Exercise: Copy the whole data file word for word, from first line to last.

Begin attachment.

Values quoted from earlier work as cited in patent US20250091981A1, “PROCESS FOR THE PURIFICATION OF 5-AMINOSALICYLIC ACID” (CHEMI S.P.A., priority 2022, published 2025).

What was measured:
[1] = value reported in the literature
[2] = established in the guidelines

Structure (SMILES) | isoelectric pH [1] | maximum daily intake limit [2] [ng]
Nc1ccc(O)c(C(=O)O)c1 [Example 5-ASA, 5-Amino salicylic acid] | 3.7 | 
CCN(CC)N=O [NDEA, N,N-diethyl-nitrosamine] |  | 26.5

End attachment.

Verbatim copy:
Values quoted from earlier work as cited in patent US20250091981A1, “PROCESS FOR THE PURIFICATION OF 5-AMINOSALICYLIC ACID” (CHEMI S.P.A., priority 2022, published 2025).

What was measured:
[1] = value reported in the literature
[2] = established in the guidelines

Structure (SMILES) | isoelectric pH [1] | maximum daily intake limit [2] [ng]
Nc1ccc(O)c(C(=O)O)c1 [Example 5-ASA, 5-Amino salicylic acid] | 3.7 | 
CCN(CC)N=O [NDEA, N,N-diethyl-nitrosamine] |  | 26.5